I was hoping to catch the train coming at me while I was on the tracks… but considering I am a wife and mother of two teenagers, I thought it best to keep a safe distance.
I have something in mind for another photo. As the train went by it had an engine going in reverse in the right conditions and at the right angle I can have it look like it is coming at me without the bad timing possibility!
I had fun in Photoshop converting it to BW and playing with some other things such as the blur tool, the history brush and I may have used the diffused glow filter one of my favorites!
Happy New Year to all of you already in 2014 I still have a few hours yet of 2013!!!
The Dog has found a new place to hang out while I blog and surf Facebook. I would say it is a far cry better than where he usually likes to be. That would be draped across my lap or even sitting like he is in the second photo… on my lap. My mistake, when he was a puppy I would let him lie on my lap while I was working on the computer. He does not realize, he out grew my lap years ago.
Photo Info M, 1/60, F1.8, ISO 200, 50mm
My husband revamped the office while on our Christmas and New Year break. It is much roomier with more storage, what woman doesn’t like that? I often think Oh no, what is he thinking when he tells me about his projects. I should know by now after 16 years of marriage he knows what he is doing and 99% of the time, the results are great!
Winter is the perfect time to practice nighttime photography. I took advantage of the long nights during my Christmas holiday to make some photographs with a friend who hadn’t done nighttime work before, and the tips I shared with her will help you get started making stunning star pictures, too. I don’t mean this to be a comprehensive tutorial on astro photography, but these tips will get you past the frustrations of shooting at night.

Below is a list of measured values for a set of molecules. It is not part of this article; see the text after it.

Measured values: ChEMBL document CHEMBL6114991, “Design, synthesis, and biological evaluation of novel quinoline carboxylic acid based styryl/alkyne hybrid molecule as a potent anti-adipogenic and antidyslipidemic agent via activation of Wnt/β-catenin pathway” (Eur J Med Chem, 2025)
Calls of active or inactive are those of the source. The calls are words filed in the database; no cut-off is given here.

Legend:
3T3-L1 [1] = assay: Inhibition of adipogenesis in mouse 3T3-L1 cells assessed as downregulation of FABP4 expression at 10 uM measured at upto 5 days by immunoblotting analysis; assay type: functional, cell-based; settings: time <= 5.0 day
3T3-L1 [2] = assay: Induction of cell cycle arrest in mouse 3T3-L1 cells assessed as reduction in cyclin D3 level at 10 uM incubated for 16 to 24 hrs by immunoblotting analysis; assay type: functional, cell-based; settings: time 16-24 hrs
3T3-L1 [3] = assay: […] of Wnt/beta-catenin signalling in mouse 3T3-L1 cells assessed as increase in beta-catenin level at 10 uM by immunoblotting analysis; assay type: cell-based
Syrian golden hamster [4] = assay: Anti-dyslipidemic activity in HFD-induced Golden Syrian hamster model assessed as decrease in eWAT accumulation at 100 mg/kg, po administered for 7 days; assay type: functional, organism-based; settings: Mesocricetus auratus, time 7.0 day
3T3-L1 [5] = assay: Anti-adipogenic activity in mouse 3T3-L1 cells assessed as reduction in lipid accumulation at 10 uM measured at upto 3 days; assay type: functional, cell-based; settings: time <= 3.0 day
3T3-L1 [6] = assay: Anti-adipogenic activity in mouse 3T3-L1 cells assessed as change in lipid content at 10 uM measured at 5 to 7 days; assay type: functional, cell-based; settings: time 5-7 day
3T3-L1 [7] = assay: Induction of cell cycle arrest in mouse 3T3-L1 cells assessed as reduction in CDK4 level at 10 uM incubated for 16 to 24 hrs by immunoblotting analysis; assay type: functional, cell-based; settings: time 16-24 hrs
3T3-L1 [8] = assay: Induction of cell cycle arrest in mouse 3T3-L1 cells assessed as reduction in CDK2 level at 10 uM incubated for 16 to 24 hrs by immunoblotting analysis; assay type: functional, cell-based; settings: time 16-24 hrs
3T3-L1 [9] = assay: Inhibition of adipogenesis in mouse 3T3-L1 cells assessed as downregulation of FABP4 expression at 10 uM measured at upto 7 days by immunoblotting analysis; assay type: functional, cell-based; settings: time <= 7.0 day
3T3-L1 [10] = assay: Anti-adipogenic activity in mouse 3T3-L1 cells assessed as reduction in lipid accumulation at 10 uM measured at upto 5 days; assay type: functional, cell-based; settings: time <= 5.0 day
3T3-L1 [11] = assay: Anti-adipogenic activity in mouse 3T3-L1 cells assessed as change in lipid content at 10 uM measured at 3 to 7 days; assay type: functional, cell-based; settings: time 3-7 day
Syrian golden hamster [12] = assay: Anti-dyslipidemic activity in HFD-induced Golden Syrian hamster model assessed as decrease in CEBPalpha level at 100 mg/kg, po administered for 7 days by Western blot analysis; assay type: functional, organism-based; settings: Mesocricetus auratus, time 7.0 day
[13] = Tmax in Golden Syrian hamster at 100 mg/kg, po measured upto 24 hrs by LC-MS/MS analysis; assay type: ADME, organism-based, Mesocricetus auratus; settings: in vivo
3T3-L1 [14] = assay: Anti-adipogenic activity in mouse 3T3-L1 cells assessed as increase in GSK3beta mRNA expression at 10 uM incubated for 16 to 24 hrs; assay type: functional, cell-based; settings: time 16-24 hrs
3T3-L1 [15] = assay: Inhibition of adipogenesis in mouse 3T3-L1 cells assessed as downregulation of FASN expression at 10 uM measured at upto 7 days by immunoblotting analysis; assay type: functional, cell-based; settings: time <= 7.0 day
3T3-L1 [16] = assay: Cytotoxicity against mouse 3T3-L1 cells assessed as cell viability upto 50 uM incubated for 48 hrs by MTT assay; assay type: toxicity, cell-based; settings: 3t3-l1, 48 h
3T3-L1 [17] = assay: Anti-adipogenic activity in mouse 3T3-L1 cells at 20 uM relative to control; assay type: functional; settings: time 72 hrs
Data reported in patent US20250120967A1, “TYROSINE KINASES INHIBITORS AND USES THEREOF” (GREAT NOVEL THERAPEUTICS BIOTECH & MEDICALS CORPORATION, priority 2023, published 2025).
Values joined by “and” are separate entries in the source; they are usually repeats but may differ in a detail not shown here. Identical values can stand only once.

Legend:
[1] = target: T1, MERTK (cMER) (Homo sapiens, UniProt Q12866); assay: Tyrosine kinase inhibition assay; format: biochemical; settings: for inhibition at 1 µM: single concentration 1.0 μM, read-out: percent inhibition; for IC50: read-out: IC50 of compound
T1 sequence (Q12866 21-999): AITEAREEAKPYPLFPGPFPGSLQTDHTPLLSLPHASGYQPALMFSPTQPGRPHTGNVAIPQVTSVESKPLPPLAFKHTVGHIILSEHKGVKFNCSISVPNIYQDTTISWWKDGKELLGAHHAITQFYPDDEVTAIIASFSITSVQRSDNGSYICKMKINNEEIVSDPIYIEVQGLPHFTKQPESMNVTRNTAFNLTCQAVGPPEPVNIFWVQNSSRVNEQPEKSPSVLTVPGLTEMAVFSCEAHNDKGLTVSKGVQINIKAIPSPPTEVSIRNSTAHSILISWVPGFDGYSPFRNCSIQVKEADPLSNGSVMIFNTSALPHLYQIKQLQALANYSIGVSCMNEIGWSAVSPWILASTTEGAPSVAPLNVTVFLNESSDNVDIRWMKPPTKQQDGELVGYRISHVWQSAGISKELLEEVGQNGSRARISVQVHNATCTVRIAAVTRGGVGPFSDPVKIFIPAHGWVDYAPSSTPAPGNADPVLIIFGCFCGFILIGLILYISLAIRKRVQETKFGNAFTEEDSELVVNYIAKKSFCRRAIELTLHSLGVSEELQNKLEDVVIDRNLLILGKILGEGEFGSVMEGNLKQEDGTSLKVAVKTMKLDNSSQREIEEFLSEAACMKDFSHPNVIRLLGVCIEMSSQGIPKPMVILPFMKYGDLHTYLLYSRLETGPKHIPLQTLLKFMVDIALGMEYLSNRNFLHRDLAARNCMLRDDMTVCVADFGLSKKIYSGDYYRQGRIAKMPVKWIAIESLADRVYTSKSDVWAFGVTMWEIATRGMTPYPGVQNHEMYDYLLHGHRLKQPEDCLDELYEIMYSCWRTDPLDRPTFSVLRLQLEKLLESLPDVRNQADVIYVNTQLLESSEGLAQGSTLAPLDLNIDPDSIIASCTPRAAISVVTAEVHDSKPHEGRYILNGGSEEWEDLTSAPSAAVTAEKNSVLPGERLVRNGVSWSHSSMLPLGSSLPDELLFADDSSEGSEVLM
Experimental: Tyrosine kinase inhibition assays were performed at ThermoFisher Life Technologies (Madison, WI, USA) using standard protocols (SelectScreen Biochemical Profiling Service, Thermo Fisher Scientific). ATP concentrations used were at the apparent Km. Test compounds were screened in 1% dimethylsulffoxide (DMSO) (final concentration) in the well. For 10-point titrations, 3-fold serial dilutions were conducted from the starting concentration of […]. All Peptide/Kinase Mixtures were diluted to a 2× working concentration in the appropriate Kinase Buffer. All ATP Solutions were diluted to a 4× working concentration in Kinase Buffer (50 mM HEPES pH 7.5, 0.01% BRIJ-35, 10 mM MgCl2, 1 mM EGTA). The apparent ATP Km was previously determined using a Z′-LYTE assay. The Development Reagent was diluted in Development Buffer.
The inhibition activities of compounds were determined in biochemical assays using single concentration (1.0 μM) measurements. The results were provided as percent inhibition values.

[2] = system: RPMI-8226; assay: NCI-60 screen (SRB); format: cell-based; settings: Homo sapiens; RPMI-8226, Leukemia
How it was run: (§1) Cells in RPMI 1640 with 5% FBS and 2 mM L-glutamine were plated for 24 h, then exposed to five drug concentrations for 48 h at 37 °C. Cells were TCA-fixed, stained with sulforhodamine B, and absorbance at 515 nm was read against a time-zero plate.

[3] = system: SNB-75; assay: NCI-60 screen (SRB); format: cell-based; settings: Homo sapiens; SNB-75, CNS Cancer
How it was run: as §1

Most of the terms I mention are universal, but you may need to consult your camera’s manual for specifics on your model.
Bring the Right Tools Plan on using a wide angle lens, something like 28mm or less. It’s a given, but it’ll be dark when you’re shooting, so bring a flashlight to see the camera controls; bring a red one if you have it to save your night vision (my phone has often doubled…
Tea Time! One of my favorite gifts of Christmas a new tea-cup collection, the thing I like the most… none of them match! Because not everyone likes the same style. A tea party for misfits, that is me!
Looking forward to getting back on track with a photo a day in Manual Mode! Learning a lot, now if the weather would cooperate and either snow or give me clear nights.
I really like to take pictures of the stars and the night lights. I want to capture a long exposure of the stars you know… the ones where the stars swirl in a circular motion! I just need to figure out how to do that without a remote shutter release.
I haven’t been doing so well with my picture a day challenge. I hope to get back on track from here on out. Trying to find something to take a picture of on a foggy cold day was a challenge in it’s self.
I hope everyone had a great Holiday! I was playing with my wide angle lens and trying to be creative snapped this one and thought it would make a nice mystery shot.
Wondering if there are any Vintage Car buffs out there that can name the make and model without seeing the rest of the vehicle…
You are never too old to make a gift for your parents. The ornaments my kiddos made us this year at their Aunts house! Love them.
I also took the idea I got from a fellow blogger and set my camera up on the tripod and set the camera to take pictures every 20 seconds up to 900 pictures while we all opened gifts. I didn’t have to be behind the camera and we were all in the shots. I will have to improve on my setup though it wasn’t the greatest perspective.
The dog was happy with his gift too!
Hope you all had a wonderful Christmas we did! Thank you Lord for the most precious gift of the season, Your son Jesus Thank you!
Long exposures are a whole different world of photography, and in the winter months when the sun is gone more often than not, they expand your opportunities for shooting. Here are a few quick tips to get you started making long exposure photographs.
First of all, use a tripod, or a bean bag, or your jacket on the railing of the pedestrian bridge. It doesn’t matter how you do it, but you need to stabilize the camera so it doesn’t move even slightly during the time the shutter is open. Also, this is a good time to use the virtual horizon if your camera has one.
Next, choose your aperture. I’d recommend starting at f/11. This will likely give you good sharpness and probably good starbursts on any lights in the frame. I frequently use anything from f/8 to f/22. A smaller aperture will yield a…